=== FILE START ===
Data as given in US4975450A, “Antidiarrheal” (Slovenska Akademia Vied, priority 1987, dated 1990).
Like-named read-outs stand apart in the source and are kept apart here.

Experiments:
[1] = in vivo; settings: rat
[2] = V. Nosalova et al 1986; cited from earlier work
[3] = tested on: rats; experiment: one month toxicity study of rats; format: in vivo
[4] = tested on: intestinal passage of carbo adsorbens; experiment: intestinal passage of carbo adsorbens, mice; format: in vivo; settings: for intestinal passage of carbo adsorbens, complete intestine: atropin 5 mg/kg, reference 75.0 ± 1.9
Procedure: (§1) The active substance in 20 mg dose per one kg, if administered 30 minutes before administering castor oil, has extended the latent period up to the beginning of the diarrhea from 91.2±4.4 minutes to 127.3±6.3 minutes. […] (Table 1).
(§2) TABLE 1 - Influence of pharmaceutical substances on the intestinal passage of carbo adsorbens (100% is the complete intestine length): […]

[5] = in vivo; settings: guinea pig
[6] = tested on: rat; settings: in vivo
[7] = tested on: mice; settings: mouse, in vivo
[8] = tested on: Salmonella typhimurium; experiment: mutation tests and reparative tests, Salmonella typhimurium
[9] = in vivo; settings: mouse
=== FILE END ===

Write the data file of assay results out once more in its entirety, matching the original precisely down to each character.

Data as given in US4975450A, “Antidiarrheal” (Slovenska Akademia Vied, priority 1987, dated 1990).
Like-named read-outs stand apart in the source and are kept apart here.

Experiments:
[1] = in vivo; settings: rat
[2] = V. Nosalova et al 1986; cited from earlier work
[3] = tested on: rats; experiment: one month toxicity study of rats; format: in vivo
[4] = tested on: intestinal passage of carbo adsorbens; experiment: intestinal passage of carbo adsorbens, mice; format: in vivo; settings: for intestinal passage of carbo adsorbens, complete intestine: atropin 5 mg/kg, reference 75.0 ± 1.9
Procedure: (§1) The active substance in 20 mg dose per one kg, if administered 30 minutes before administering castor oil, has extended the latent period up to the beginning of the diarrhea from 91.2±4.4 minutes to 127.3±6.3 minutes. […] (Table 1).
(§2) TABLE 1 - Influence of pharmaceutical substances on the intestinal passage of carbo adsorbens (100% is the complete intestine length): […]

[5] = in vivo; settings: guinea pig
[6] = tested on: rat; settings: in vivo
[7] = tested on: mice; settings: mouse, in vivo
[8] = tested on: Salmonella typhimurium; experiment: mutation tests and reparative tests, Salmonella typhimurium
[9] = in vivo; settings: mouse